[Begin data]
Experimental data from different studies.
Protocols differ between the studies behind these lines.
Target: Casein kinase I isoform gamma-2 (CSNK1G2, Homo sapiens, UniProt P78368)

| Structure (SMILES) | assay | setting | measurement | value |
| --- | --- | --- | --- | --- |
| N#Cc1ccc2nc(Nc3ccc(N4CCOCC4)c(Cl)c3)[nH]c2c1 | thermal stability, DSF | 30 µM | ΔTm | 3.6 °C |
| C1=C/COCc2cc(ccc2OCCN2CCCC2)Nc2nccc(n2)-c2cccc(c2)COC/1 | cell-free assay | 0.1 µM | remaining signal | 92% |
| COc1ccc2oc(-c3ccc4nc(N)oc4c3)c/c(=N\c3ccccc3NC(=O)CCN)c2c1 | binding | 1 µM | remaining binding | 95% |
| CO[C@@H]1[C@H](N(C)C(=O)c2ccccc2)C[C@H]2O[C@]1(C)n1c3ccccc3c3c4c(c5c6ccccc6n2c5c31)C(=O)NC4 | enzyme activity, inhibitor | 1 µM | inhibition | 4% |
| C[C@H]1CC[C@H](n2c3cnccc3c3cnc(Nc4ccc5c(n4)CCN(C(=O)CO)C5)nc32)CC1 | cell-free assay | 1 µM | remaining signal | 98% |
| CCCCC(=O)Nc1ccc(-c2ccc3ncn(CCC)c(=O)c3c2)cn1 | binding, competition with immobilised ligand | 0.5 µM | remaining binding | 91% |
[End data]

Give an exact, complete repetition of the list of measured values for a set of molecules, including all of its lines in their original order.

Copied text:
Experimental data from different studies.
Protocols differ between the studies behind these lines.
Target: Casein kinase I isoform gamma-2 (CSNK1G2, Homo sapiens, UniProt P78368)

| Structure (SMILES) | assay | setting | measurement | value |
| --- | --- | --- | --- | --- |
| N#Cc1ccc2nc(Nc3ccc(N4CCOCC4)c(Cl)c3)[nH]c2c1 | thermal stability, DSF | 30 µM | ΔTm | 3.6 °C |
| C1=C/COCc2cc(ccc2OCCN2CCCC2)Nc2nccc(n2)-c2cccc(c2)COC/1 | cell-free assay | 0.1 µM | remaining signal | 92% |
| COc1ccc2oc(-c3ccc4nc(N)oc4c3)c/c(=N\c3ccccc3NC(=O)CCN)c2c1 | binding | 1 µM | remaining binding | 95% |
| CO[C@@H]1[C@H](N(C)C(=O)c2ccccc2)C[C@H]2O[C@]1(C)n1c3ccccc3c3c4c(c5c6ccccc6n2c5c31)C(=O)NC4 | enzyme activity, inhibitor | 1 µM | inhibition | 4% |
| C[C@H]1CC[C@H](n2c3cnccc3c3cnc(Nc4ccc5c(n4)CCN(C(=O)CO)C5)nc32)CC1 | cell-free assay | 1 µM | remaining signal | 98% |
| CCCCC(=O)Nc1ccc(-c2ccc3ncn(CCC)c(=O)c3c2)cn1 | binding, competition with immobilised ligand | 0.5 µM | remaining binding | 91% |